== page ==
The inaugural continental conference for Veterinary Para-Professionals (VPP) took place in Pretoria, South Africa, from 13 to 15thOctober 2015. It was organised by the World Organisation for Animal Health (OIE) and the African Veterinary Technicians Association (AVTA), with the financial and technical support of the Global Alliance for Livestock Veterinary Medicines (GALVmed) and the South African Department of Agriculture, Forestry and Fisheries (DAFF) in a bid to improve the quality of the field work conducted in Africa by strengthening the linkages and collaboration between veterinarians and VPP.
The meeting benefited from the financial support of the European Commission through the Strengthening of Veterinary Services in Africa (VETGOV) project.
According to the OIE Terrestrial Code glossary, Veterinary Para-Professional (VPP) “means a person who, for the purposes of the Terrestrial Code, is authorised by the veterinary statutory body to carry out certain designated tasks (dependent upon the category of veterinary para-professional) in a territory, and delegated to them under the responsibility and direction of a veterinarian. The tasks for each category of veterinary para-professional should be defined by the veterinary statutory body depending on qualifications and training, and according to need”.
The national definition varies from country to country but may include animal health technologists, laboratory animal technologists, horse farriers, equine dental technicians, animal production officers, animal scientists, livestock officers, vaccinators, extension officers, nurses, artificial inseminators, meat inspectors, food inspectors, veterinary laboratory technicians and animal health technicians, all of whom may or may not be registered by the national Veterinary Council or Veterinary Board.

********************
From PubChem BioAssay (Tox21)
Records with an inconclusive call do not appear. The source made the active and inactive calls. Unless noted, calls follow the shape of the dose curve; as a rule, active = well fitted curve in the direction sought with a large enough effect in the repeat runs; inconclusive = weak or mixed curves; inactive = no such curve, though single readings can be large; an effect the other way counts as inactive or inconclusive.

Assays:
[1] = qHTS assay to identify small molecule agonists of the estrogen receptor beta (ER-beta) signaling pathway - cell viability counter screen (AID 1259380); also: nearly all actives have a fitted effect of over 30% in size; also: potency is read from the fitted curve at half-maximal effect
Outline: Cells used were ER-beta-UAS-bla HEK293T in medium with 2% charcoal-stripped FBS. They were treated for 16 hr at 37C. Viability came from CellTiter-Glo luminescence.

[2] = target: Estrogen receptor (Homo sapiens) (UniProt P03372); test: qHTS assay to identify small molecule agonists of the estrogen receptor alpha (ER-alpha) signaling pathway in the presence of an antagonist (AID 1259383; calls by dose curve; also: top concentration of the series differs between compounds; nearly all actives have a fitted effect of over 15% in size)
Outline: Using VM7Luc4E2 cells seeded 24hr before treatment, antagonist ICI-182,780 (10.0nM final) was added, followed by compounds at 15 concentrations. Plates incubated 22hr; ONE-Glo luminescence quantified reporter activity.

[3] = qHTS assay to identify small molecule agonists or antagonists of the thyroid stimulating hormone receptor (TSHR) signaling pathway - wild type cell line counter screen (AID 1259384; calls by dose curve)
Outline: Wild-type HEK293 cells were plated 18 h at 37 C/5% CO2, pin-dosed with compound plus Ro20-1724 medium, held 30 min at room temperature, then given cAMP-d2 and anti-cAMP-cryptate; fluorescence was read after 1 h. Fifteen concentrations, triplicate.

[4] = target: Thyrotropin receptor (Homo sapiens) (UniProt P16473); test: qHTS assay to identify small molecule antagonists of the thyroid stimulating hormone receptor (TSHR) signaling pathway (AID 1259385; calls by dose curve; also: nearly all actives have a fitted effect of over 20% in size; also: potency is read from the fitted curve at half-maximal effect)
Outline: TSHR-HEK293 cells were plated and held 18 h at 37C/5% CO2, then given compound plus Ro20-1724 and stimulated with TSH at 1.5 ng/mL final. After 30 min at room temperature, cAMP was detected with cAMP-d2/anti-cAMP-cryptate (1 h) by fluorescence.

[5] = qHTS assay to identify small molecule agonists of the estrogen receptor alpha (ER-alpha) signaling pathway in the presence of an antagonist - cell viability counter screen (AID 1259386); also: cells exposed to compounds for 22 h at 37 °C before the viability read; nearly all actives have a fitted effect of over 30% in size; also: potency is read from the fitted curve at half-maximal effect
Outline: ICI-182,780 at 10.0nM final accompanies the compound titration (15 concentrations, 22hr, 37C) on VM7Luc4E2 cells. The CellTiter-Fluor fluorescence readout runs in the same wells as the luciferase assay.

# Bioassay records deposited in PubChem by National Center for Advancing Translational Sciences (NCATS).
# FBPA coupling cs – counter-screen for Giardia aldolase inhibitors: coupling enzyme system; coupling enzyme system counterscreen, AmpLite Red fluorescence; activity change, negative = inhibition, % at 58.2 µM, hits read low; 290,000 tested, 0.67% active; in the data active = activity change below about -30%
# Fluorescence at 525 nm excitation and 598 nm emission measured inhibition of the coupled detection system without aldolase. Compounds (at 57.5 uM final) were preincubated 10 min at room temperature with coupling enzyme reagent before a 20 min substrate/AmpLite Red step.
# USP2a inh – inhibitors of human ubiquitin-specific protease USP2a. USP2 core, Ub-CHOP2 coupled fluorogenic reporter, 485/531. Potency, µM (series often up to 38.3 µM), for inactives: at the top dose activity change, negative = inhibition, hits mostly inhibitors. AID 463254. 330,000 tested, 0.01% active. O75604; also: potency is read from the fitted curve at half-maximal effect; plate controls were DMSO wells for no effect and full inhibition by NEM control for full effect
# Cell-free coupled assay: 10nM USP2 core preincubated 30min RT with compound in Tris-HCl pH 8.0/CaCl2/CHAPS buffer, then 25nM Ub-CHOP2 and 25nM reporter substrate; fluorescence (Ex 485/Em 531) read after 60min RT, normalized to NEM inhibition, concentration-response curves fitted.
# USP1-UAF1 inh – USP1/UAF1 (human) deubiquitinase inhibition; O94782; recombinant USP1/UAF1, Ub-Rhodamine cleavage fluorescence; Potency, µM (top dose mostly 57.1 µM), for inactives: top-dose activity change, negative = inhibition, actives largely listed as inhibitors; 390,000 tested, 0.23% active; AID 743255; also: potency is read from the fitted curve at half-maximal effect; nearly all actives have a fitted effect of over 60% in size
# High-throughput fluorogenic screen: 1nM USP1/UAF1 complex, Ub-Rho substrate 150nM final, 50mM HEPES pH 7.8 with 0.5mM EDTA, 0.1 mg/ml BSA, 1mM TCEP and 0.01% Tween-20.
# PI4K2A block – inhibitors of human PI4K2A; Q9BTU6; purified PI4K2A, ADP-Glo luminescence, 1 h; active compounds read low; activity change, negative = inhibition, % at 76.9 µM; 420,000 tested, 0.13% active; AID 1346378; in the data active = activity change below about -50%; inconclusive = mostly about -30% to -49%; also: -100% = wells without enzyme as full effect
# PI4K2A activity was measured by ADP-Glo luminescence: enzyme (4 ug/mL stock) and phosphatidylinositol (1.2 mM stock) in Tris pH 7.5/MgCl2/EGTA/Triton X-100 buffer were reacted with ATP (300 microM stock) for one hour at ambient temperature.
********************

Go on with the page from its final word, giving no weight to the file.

The conference brought together some 100 participants, including a selection of African representatives of the national associations / federations of VPP (many countries have several associations, for different VPP such as nurses, meat inspectors, laboratory technicians, field technicians, inseminators, etc.) as well as the representative of the veterinary authority (the Director of Veterinary Services) and the veterinary statutory body (Veterinary Council or Board).
Following three days of intense debates, the Conference participants resolved to support the veterinary para-professionals to establish independent national, regional and/or sector-wide associations, able and competent to represent the profession(s) in the Veterinary Statutory Body or Bodies; to convince National Veterinary Statutory Bodies to include veterinary para-professionals in their decision making bodies, beyond the mere registration or listing of these para-professionals; and to convince them to define conditions and admission criteria for continuing education and post-graduate education for veterinary para-professionals; and to take necessary steps for the enactment and enforcement of required legislation to that effect.
In turn, the OIE is tasked with developing minimum day-one competences for the various categories of para-professionals that exist, in scope and in level of qualification and to developing minimum core training curricula for the various categories of paraprofessionals that exist, in scope and in level of qualification, as well as to courage the participation of representatives of national, regional and continental associations of veterinary para-professionals to participate in the fourth OIE Global Conference on Veterinary Education, to be held in Thailand in June 2016.